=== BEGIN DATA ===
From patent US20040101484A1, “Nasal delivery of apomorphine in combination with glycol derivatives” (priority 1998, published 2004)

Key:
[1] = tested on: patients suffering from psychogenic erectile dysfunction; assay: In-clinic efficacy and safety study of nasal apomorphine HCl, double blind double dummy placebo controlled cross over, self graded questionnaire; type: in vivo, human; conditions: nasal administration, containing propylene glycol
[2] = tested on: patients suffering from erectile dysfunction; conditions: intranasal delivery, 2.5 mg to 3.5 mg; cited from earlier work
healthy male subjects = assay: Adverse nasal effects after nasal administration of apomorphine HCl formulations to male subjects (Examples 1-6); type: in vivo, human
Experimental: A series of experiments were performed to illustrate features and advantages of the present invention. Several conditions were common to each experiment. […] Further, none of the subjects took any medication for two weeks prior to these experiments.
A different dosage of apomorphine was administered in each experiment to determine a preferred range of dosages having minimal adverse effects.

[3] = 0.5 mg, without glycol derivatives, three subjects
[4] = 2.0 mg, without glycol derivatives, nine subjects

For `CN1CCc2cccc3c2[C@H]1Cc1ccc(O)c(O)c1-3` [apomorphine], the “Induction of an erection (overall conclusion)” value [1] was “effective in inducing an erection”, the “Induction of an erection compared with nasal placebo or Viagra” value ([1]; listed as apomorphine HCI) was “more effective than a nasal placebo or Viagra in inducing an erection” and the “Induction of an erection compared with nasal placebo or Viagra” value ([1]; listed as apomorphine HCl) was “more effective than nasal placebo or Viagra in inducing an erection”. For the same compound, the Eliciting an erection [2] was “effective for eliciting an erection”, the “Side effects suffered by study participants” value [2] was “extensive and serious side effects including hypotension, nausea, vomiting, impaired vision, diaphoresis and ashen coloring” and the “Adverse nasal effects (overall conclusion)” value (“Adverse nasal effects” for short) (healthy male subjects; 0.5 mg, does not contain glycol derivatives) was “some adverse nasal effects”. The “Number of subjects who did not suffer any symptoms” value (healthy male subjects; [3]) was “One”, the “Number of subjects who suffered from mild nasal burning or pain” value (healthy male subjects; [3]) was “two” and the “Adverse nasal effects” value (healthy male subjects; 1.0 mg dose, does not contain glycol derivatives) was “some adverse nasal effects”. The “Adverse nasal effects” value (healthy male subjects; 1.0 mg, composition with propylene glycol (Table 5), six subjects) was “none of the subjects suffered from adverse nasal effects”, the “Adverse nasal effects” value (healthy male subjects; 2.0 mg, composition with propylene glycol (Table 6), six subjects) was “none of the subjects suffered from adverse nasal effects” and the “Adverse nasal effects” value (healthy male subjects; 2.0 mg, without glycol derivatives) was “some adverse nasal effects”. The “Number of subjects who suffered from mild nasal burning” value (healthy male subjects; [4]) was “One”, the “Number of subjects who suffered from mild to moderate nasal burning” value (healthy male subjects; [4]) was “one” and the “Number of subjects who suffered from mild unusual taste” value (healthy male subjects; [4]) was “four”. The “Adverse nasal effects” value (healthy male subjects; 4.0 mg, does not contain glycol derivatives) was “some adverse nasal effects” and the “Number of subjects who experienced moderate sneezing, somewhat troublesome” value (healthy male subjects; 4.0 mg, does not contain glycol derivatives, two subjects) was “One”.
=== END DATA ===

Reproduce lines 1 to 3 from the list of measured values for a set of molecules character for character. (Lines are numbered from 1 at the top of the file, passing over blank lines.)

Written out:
From patent US20040101484A1, “Nasal delivery of apomorphine in combination with glycol derivatives” (priority 1998, published 2004)

Key:
[1] = tested on: patients suffering from psychogenic erectile dysfunction; assay: In-clinic efficacy and safety study of nasal apomorphine HCl, double blind double dummy placebo controlled cross over, self graded questionnaire; type: in vivo, human; conditions: nasal administration, containing propylene glycol